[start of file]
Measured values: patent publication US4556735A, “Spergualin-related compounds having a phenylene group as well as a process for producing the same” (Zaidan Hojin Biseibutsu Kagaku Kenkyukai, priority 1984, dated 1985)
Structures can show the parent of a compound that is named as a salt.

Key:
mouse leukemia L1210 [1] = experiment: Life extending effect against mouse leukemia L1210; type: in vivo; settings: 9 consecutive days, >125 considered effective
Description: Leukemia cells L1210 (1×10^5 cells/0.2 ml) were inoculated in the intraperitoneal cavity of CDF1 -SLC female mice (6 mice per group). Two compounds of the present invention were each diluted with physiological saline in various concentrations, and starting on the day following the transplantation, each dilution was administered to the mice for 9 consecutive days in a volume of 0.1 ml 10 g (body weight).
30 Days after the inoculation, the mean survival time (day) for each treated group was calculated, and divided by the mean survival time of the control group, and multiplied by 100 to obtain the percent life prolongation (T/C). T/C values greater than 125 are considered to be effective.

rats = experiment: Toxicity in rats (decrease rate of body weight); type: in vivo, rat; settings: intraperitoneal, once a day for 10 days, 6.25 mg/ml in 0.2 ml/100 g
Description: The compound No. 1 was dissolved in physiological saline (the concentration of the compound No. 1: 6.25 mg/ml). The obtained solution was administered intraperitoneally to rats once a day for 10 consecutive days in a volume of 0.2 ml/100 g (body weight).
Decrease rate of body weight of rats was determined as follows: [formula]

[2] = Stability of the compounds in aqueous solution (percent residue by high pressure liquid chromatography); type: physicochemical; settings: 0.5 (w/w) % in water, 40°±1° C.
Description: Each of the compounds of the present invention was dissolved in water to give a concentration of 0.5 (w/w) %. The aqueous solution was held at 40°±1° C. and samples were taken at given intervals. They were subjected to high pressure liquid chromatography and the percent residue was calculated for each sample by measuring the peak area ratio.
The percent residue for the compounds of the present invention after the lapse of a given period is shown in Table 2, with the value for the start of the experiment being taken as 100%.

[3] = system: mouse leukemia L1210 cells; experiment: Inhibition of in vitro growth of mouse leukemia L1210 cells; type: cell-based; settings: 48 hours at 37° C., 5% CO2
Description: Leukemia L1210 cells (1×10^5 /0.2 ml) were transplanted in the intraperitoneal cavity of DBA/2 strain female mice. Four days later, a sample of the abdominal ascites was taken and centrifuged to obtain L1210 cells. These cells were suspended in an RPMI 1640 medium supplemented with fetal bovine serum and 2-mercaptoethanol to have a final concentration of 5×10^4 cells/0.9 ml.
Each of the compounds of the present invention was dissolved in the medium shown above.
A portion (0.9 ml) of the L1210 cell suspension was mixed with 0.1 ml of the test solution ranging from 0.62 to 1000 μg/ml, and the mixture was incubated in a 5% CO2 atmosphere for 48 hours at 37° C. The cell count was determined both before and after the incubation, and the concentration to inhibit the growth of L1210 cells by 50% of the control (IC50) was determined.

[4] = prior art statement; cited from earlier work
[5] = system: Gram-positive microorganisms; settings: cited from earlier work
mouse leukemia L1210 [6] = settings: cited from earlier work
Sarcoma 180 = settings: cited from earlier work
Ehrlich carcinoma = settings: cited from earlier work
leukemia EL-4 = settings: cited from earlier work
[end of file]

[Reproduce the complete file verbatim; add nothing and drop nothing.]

Measured values: patent publication US4556735A, “Spergualin-related compounds having a phenylene group as well as a process for producing the same” (Zaidan Hojin Biseibutsu Kagaku Kenkyukai, priority 1984, dated 1985)
Structures can show the parent of a compound that is named as a salt.

Key:
mouse leukemia L1210 [1] = experiment: Life extending effect against mouse leukemia L1210; type: in vivo; settings: 9 consecutive days, >125 considered effective
Description: Leukemia cells L1210 (1×10^5 cells/0.2 ml) were inoculated in the intraperitoneal cavity of CDF1 -SLC female mice (6 mice per group). Two compounds of the present invention were each diluted with physiological saline in various concentrations, and starting on the day following the transplantation, each dilution was administered to the mice for 9 consecutive days in a volume of 0.1 ml 10 g (body weight).
30 Days after the inoculation, the mean survival time (day) for each treated group was calculated, and divided by the mean survival time of the control group, and multiplied by 100 to obtain the percent life prolongation (T/C). T/C values greater than 125 are considered to be effective.

rats = experiment: Toxicity in rats (decrease rate of body weight); type: in vivo, rat; settings: intraperitoneal, once a day for 10 days, 6.25 mg/ml in 0.2 ml/100 g
Description: The compound No. 1 was dissolved in physiological saline (the concentration of the compound No. 1: 6.25 mg/ml). The obtained solution was administered intraperitoneally to rats once a day for 10 consecutive days in a volume of 0.2 ml/100 g (body weight).
Decrease rate of body weight of rats was determined as follows: [formula]

[2] = Stability of the compounds in aqueous solution (percent residue by high pressure liquid chromatography); type: physicochemical; settings: 0.5 (w/w) % in water, 40°±1° C.
Description: Each of the compounds of the present invention was dissolved in water to give a concentration of 0.5 (w/w) %. The aqueous solution was held at 40°±1° C. and samples were taken at given intervals. They were subjected to high pressure liquid chromatography and the percent residue was calculated for each sample by measuring the peak area ratio.
The percent residue for the compounds of the present invention after the lapse of a given period is shown in Table 2, with the value for the start of the experiment being taken as 100%.

[3] = system: mouse leukemia L1210 cells; experiment: Inhibition of in vitro growth of mouse leukemia L1210 cells; type: cell-based; settings: 48 hours at 37° C., 5% CO2
Description: Leukemia L1210 cells (1×10^5 /0.2 ml) were transplanted in the intraperitoneal cavity of DBA/2 strain female mice. Four days later, a sample of the abdominal ascites was taken and centrifuged to obtain L1210 cells. These cells were suspended in an RPMI 1640 medium supplemented with fetal bovine serum and 2-mercaptoethanol to have a final concentration of 5×10^4 cells/0.9 ml.
Each of the compounds of the present invention was dissolved in the medium shown above.
A portion (0.9 ml) of the L1210 cell suspension was mixed with 0.1 ml of the test solution ranging from 0.62 to 1000 μg/ml, and the mixture was incubated in a 5% CO2 atmosphere for 48 hours at 37° C. The cell count was determined both before and after the incubation, and the concentration to inhibit the growth of L1210 cells by 50% of the control (IC50) was determined.

[4] = prior art statement; cited from earlier work
[5] = system: Gram-positive microorganisms; settings: cited from earlier work
mouse leukemia L1210 [6] = settings: cited from earlier work
Sarcoma 180 = settings: cited from earlier work
Ehrlich carcinoma = settings: cited from earlier work
leukemia EL-4 = settings: cited from earlier work